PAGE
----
FALLS CHURCH, VA, 23 AUGUST 2021— The National Genealogical Society (NGS) is pleased to announce the publication of two new books as part of its Research in the States series, which now covers research in thirty states and the tribal records of Oklahoma’s American Indians. The newest volumes are Research in Alabama by LaBrenda Garrett-Nelson, JD, LLM, CG, CGL, and a new edition of Research in Maryland, by Rebecca Whitman Koford, CG, CGL, and Debra A. Hoffman, PLCGS. The books are available in the NGS store in both PDF and print versions.
Both guidebooks provide detailed information on a wealth of resources, including:
- Archives, Libraries, and Societies
- Atlases, Gazetteers, and Maps
- Bible, Cemetery, and Census Records
- Court and other Jurisdictional Records
- Directories and Newspapers
- Ethnic, Land, Probate, and Religious Records
- Military, Naturalization, State, Tax, Vital Records, and more
The guide books include the website address, physical address, and telephone number for each repository.
In Research in Alabama, Garrett-Nelson also reviews archival documentation regarding the state’s enslaved people and its free people of color, including non-traditional repositories. The author covers information on pertinent digital collections and databases such as bills of sale, estate inventories, and letters as well as postbellum records.
Alabama was one of the few states to grant property rights to married women prior to the Civil War. Historical records of testamentary documents, deeds, bills of sale, and more offer a possible pathway for tracing maternal ancestors. These topics and more are thoroughly addressed in Research in Alabama.
Garrett-Nelson is an author, lecturer, and a trustee and president of the Board for Certification of Genealogists (BCG). She is the registrar general of the Sons and Daughters of the United States Middle Passage. Her articles have appeared in NGS Quarterly and the Journal of the Afro-American Historical and Genealogical Society.
Research in Maryland, New Edition, is an invaluable guide for family historians who seek to trace ancestors who lived in Maryland as well as lands that were once part of the “Maryland Colony,” including Delaware, the District of Columbia, Pennsylvania as far north as Philadelphia, and parts of what are Virginia and West Virginia. Koford and Hoffman explain the system of land grants during the colonial period as well as after America’s independence. They also discuss Maryland’s court system and its numerous name and jurisdictional changes during and after the colonial period.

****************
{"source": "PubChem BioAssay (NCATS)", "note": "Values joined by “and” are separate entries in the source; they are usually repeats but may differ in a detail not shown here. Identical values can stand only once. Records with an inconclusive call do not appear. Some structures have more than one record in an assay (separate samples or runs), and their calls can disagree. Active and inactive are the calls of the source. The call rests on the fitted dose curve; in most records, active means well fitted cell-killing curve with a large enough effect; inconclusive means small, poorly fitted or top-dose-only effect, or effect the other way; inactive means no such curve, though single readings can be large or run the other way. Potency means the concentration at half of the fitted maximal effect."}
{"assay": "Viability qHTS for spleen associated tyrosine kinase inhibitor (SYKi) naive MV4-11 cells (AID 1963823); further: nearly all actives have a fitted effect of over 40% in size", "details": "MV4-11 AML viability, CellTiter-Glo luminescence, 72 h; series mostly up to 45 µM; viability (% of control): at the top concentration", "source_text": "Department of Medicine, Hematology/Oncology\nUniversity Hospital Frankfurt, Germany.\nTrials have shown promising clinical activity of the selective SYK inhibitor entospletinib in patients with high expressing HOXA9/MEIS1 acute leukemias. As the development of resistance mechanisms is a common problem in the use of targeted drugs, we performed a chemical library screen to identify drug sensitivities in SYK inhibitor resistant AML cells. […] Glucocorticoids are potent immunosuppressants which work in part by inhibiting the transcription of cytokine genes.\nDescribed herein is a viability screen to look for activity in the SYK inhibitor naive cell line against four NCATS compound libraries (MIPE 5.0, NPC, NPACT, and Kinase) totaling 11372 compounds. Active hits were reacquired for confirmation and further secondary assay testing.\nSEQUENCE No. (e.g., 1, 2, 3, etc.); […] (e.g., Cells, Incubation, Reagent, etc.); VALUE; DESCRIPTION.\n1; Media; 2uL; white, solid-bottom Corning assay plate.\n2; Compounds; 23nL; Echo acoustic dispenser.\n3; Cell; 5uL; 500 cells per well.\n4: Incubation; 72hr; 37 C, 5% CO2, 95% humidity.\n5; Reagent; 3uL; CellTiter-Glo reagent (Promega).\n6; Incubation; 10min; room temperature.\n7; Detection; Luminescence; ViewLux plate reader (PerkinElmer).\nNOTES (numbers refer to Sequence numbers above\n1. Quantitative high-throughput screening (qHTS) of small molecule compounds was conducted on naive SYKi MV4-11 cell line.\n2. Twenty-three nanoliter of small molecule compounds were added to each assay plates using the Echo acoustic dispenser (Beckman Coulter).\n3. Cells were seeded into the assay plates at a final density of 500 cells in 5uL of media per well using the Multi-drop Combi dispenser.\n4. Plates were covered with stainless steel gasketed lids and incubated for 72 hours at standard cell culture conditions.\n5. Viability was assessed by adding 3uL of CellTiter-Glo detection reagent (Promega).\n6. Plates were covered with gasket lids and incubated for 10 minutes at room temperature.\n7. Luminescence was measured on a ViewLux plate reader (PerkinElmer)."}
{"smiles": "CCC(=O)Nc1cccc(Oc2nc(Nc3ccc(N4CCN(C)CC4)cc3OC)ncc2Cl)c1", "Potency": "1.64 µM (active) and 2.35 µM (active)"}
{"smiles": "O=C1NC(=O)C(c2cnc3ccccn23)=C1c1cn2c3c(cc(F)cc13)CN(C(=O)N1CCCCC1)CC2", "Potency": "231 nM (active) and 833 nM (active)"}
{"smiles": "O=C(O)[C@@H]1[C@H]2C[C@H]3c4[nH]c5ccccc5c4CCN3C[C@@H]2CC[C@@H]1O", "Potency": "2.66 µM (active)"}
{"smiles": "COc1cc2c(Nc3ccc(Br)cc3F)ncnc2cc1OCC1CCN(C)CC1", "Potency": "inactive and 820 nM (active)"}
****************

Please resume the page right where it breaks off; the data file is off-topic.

Maryland’s state and local governments did not begin to keep records of births and deaths until the late nineteenth century. Research in Maryland reviews other sources including religious records for Anglican/Episcopalian, Baptist, Lutheran and Reformed, Methodist, Roman Catholic, and Quaker religions; and source material for several ethnic groups, including African American, German, Irish, Jewish, and Native American. The authors also describe the resources at Maryland State Archives (MSA) and its Archives of Maryland Online, which includes more than 471,000 historical documents.
Koford is an author and lecturer and Course One coordinator at the Institute of Genealogical and Historical Records (IGHR). She serves on the Board of the ProGen Study Groups, is the executive director of the BCG, and is director of the Genealogical Institute on Federal Records.
Hoffman specializes in Maryland and German research. An author and lecturer, she has presented at IGHR and coordinated the Maryland course at the Salt Lake Institute of Genealogy. She is past co-director of Gen-Fed and recording secretary for the Mid-Atlantic Germanic Society.
Research in the States series is edited by Barbara Vines Little, CG, FNGS, FUGA, FVGS, a former NGS president and editor of the Magazine of Virginia Genealogy. Research in Alabama and Research in Maryland are available for purchase in the NGS online store in both PDF and print versions.